"Long before it's in the papers"
February 10, 2016


Promising safety results for “lifespan-boosting” drug

Feb. 10, 2016
Courtesy of the Texas 
Biomedical Research Institute
and World Science staff

A drug that has re­cently drawn sci­en­tif­ic at­ten­tion as a life­span-booster—at least in mice—seems to be safe in mon­keys as well, ac­cord­ing to new find­ings that re­search­ers call “en­cour­ag­ing.”

But while the drug, ra­pa­my­cin, may be prom­is­ing, some re­search­ers have cau­tioned against run­away ex­cite­ment.

A Ger­man study from 2013 sug­gested that the com­pound ex­tend­ed life­span only by keep­ing the mice health­ier—not more youth­ful, based on most meas­ures. On the oth­er hand, the orig­i­nal find­ing that ra­pa­my­cin could ex­tend mouse life­span, pub­lished in the July 2009 is­sue of the jour­nal Na­ture, al­so re­ported that the treated mice showed bet­ter phys­i­cal en­dur­ance. 

Re­ported life­span in­creases in mice have ranged from about 3 per­cent to 10.5 per­cent.

Since the 2009 re­port, oth­er re­search has made it un­clear wheth­er the drug is safe as a long-term treat­ment—though it’s already approved by the U.S. Food and Drug Ad­minis­tration to treat organ trans­plant re­jec­tion.

The safety con­cerns helped mo­ti­vate the new stu­dy, us­ing an­i­mals more closely re­lat­ed to peo­ple. This work found that mar­mosets, a spe­cies of mon­key, gen­er­ally tol­er­ated ra­pa­my­cin in cap­sules well af­ter a long-term treat­ment, show­ing min­i­mal met­a­bol­ic side ef­fects.

“This in­i­tial study with mar­mosets as a mod­el for hu­man ag­ing has al­lowed us to eval­u­ate the ef­fi­ca­cy of a new in­ter­ven­tion treat­ment that looked prom­is­ing in oth­er an­i­mal mod­el spe­cies for both healthspan and life­span ex­ten­sion,” said Co­rin­na Ross, lead au­thor of the stu­dy, from Tex­as A&M Un­ivers­ity San An­to­nio.

The stu­dy, by re­search­ers at The Un­ivers­ity of Tex­as Health Sci­ence Cen­ter at San An­to­nio and the South­west Na­t­ional Pri­mate Re­search Cen­ter at Tex­as Bi­o­med­i­cal Re­search In­sti­tute, ap­pears in the No­vem­ber is­sue of the jour­nal Ag­ing.

“The re­sults are encourag­ing,” said Suzette Tardif, As­so­ci­ate Di­rec­tor of the pri­mate re­search cen­ter, a co-in­vest­iga­tor. Based on them, the re­search­ers have also won a $2.7 mil­lion grant from the Na­t­ional In­sti­tute on Ag­ing for a fur­ther stu­dy, look­ing at ra­pa­my­cin’s ef­fects on life­span and mark­ers of healthy ag­ing for mid­dle-aged mar­mosets.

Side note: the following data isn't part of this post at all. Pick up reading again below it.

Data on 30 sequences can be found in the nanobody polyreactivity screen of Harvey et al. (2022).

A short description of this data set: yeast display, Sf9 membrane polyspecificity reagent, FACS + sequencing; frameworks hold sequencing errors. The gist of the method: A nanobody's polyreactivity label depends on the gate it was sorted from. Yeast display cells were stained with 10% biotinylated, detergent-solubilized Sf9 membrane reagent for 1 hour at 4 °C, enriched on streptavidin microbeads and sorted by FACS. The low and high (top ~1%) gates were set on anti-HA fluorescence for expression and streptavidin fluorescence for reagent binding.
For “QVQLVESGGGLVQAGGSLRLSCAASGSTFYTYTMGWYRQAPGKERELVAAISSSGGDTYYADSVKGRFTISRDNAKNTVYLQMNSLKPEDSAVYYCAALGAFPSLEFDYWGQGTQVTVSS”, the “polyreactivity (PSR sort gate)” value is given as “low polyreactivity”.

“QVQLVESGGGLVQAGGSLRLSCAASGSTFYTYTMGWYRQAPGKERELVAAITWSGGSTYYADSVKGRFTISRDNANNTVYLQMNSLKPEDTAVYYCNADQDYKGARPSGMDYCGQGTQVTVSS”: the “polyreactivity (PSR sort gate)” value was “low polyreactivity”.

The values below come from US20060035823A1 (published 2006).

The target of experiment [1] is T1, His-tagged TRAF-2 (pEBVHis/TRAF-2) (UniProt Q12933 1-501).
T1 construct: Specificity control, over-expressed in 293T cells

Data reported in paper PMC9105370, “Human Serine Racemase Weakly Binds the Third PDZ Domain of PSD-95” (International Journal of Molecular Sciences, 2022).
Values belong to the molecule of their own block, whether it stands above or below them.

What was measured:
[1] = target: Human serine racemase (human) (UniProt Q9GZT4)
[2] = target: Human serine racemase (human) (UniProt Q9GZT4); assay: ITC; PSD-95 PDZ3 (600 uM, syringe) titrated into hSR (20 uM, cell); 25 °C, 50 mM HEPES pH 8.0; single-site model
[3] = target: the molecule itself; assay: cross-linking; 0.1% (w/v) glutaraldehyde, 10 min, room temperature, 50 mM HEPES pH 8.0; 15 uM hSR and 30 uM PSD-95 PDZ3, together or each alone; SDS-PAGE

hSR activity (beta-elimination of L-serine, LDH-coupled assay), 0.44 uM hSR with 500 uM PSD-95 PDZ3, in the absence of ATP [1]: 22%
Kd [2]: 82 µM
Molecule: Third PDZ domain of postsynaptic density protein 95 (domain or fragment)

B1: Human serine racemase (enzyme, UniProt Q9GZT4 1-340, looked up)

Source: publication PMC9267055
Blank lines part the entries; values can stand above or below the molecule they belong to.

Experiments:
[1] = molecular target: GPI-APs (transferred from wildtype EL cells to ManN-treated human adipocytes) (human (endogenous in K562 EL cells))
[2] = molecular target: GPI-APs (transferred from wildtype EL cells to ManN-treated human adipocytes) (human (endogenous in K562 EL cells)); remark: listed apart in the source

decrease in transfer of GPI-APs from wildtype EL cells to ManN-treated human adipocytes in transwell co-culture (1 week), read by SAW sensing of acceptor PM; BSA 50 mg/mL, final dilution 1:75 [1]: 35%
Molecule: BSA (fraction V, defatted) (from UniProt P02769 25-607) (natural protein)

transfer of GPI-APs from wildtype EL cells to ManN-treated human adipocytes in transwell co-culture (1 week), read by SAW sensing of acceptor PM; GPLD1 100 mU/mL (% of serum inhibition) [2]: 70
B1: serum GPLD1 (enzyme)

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A drug that has recently drawn scientific attention as a lifespan-booster—at least in mice—seems to be safe in monkeys as well, according to new findings that researchers call “encouraging.” But while the drug, rapamycin, may be promising, some researchers have cautioned against runaway excitement. A German study from 2013 suggested that the compound extended lifespan only by keeping the mice healthier—not more youthful, based on most measures. On the other hand, the original finding that rapamycin could extend mouse lifespan, published in the July 2009 issue of the journal Nature, also reported that the treated mice showed better physical endurance. Reported lifespan increases in mice have ranged from about 3 percent to 10.5 percent. Since the 2009 report, other research has made it unclear whether the drug is safe as a long-term treatment. This concern helped motivate the new study, using animals more closely related to people. This work found that marmosets, a species of monkey, generally tolerated rapamycin in capsules well after a long-term treatment, showing minimal metabolic side effects. “This initial study with marmosets as a model for human aging has allowed us to evaluate the efficacy of a new intervention treatment that looked promising in other animal model species for both healthspan and lifespan extension,” said Corinna Ross, lead author of the study, from Texas A&M University San Antonio. The study, by researchers at The University of Texas Health Science Center at San Antonio and the Southwest National Primate Research Center at Texas Biomedical Research Institute, appears in the November issue of the journal Aging. “The results are encouraging,” said Suzette Tardif, Associate Director of the primate research center, a co-investigator. “Marmosets also offer a unique non-human primate model that will allow us to further evaluate not just the safety but the effectiveness of treatment with rapamycin.” The researchers have received a $2.7 million grant from the National Institute on Aging for a further study, looking at rapamycin’s effects on lifespan and markers of healthy aging for middle-aged marmosets.